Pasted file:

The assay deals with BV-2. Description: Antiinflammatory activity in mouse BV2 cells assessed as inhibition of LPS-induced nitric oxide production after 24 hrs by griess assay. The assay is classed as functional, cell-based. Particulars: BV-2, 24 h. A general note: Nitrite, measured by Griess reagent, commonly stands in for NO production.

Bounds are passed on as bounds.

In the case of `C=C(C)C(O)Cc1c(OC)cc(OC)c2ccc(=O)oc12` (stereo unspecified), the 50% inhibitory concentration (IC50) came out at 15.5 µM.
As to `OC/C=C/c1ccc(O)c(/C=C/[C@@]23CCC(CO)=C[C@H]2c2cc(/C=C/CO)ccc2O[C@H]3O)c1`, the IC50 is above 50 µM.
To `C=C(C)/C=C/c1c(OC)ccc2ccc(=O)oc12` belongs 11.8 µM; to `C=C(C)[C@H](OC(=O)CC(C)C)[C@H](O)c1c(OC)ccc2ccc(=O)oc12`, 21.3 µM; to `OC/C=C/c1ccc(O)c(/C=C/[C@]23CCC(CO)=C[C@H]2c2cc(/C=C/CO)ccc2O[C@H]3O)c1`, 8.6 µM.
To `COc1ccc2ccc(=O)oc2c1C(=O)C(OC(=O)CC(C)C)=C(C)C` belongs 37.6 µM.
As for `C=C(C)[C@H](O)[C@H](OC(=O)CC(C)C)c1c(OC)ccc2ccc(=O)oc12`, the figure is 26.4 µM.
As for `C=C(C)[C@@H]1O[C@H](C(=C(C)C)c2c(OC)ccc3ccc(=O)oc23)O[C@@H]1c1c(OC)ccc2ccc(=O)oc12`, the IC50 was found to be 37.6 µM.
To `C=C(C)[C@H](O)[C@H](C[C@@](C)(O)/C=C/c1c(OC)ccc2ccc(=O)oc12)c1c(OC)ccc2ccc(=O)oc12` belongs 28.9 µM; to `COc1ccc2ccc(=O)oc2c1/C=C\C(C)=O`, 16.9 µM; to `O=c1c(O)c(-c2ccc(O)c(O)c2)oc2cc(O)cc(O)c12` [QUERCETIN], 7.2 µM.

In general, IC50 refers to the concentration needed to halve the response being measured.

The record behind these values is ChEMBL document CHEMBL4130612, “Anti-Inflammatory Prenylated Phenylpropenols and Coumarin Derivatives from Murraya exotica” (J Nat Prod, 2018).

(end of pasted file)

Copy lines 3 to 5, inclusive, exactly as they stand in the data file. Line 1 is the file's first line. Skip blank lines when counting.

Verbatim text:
In the case of `C=C(C)C(O)Cc1c(OC)cc(OC)c2ccc(=O)oc12` (stereo unspecified), the 50% inhibitory concentration (IC50) came out at 15.5 µM.
As to `OC/C=C/c1ccc(O)c(/C=C/[C@@]23CCC(CO)=C[C@H]2c2cc(/C=C/CO)ccc2O[C@H]3O)c1`, the IC50 is above 50 µM.
To `C=C(C)/C=C/c1c(OC)ccc2ccc(=O)oc12` belongs 11.8 µM; to `C=C(C)[C@H](OC(=O)CC(C)C)[C@H](O)c1c(OC)ccc2ccc(=O)oc12`, 21.3 µM; to `OC/C=C/c1ccc(O)c(/C=C/[C@]23CCC(CO)=C[C@H]2c2cc(/C=C/CO)ccc2O[C@H]3O)c1`, 8.6 µM.